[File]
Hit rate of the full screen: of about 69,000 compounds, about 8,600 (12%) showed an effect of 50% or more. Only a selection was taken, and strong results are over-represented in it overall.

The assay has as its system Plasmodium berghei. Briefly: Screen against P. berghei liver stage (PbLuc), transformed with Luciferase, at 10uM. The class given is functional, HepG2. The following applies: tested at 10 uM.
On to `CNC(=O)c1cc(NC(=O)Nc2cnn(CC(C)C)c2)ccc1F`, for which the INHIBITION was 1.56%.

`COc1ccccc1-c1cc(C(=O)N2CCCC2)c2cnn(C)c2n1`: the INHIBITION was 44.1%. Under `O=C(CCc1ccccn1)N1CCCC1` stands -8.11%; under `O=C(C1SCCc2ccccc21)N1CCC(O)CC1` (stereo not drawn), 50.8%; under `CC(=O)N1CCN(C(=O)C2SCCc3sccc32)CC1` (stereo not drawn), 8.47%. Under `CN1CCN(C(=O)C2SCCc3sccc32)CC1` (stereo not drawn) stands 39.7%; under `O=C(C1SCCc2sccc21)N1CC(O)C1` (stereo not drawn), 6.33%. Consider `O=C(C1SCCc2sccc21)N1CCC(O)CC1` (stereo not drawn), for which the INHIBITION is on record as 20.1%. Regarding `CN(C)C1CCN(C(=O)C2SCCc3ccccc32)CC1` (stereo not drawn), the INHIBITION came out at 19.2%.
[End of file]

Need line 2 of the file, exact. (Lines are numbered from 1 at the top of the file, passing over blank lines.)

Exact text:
The assay has as its system Plasmodium berghei. Briefly: Screen against P. berghei liver stage (PbLuc), transformed with Luciferase, at 10uM. The class given is functional, HepG2. The following applies: tested at 10 uM.